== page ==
After the demonstration

I have avoided going to demonstrations for a long time. Perhaps this is because of my experiences in the 1980s, or maybe I am no longer comfortable the formula, but I felt that I need to be at that particular one – a counter demonstration in support of Israel’s efforts to ensure the safety of its citizens against Arab attacks.

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After the pitiful attempt (because it could hardly be called a real action) undertaken by the so-called right-wing circles, I was expecting a repeat failure from the left-wing faction.

I had anticipated a modernised version of “Aurora’s grandchildren, boys with potato faces, very ugly girls with red hands” from the poem by Zbigniew Herbert. And, of course, several Arabs. This is what I had expected to find at the demonstration.

My mistake.

There was a group of over 200 people at the Israeli embassy.

They were carrying flags of Hamas, Palestinian autonomy, and Syrian liberation army, as well as black and red banners. The overwhelming majority of attendees were Arabs. The “leftist circles” that had been announced were represented by an older grey-haired man bent under the weight of a red flag.

Standing opposite them were us – with the Polish and Israeli flags.

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I have to admit that I was sincerely grateful to the police for having allowed us to stay in one group. I think it was the first time I have ever been so grateful to prevention officers for their swift and efficient action.

After that, there are only snapshots:

A gentleman wearing an Arab keffiyeh on his neck, waving a finger in the face of the commanding police officer; demanding that we should be ordered to leave because we were there illegally.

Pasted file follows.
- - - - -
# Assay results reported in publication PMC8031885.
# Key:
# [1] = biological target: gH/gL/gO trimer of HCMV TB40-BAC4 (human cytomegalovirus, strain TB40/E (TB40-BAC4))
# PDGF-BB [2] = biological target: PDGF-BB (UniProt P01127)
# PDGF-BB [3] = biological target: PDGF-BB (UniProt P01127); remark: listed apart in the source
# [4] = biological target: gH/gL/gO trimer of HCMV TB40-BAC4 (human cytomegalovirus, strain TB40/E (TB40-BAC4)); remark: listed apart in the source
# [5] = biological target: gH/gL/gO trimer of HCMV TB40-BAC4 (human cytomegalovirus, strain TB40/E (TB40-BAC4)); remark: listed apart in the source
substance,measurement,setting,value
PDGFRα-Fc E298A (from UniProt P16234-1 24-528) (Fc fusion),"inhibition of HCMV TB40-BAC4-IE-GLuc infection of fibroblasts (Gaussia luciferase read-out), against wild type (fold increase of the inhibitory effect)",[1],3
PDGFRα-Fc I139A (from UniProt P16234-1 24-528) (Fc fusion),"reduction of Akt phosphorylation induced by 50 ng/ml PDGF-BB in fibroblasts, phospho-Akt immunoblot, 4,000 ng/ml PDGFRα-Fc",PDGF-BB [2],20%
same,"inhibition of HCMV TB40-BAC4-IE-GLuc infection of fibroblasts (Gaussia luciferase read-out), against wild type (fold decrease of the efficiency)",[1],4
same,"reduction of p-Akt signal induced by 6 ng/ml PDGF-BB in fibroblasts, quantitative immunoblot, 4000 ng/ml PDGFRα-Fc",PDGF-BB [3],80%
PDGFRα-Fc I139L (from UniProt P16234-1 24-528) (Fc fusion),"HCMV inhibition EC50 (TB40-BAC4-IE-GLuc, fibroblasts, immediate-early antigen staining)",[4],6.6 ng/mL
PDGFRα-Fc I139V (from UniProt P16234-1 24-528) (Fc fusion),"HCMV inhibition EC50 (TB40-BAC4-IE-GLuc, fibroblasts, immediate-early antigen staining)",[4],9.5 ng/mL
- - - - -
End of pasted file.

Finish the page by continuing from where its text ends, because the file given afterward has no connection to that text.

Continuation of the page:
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Screams in Arabic, which finally turned into chanting “Allahu Akbar”.

A young woman who prevented the burning of an Israeli flag. She grabbed it from the hands of one of the Arabs while calling him a Nazi.

Finally, moved by the police away from the chanting crowd, we all went towards Twarda Street. After all, it was Friday afternoon and for some of us Sabbath was about to begin.

Both us and them, we all have family or friends THERE – theirs are forced to serve as human shields for Hamas fighters, uncertain whether they will be killed by an Arab shooting them in the back of the head, or if they will die in one of the Israeli air strikes. We have relatives listening to the radio and sirens, downloading a smartphone app to send an immediate signal for help in case of kidnapping by Arab terrorists.

I am not going to dwell on the motives of Arab demonstrators – the gentleman with a goatee and a plaid scarf was certainly at work. As for the others, there were certainly both idealists and those who feared that they might be accusingly asked the question “Why were you not there? Your family should protest against the Zionist occupation!”

On our side, it was easier – we all shared concern, anxiety, and the need to protest against the wickedness of those who – for unclear reasons – have been labelled “fighters” by the media. The need to remind people that Israel has a right to exist and defend itself.

And in our time, with Arabic spoken on the streets of Paris, Berlin, Hague, or Oslo, we should consider more often that perhaps Israel might one day be a safer place for our children and grandchildren than the increasingly passive and weak Europe.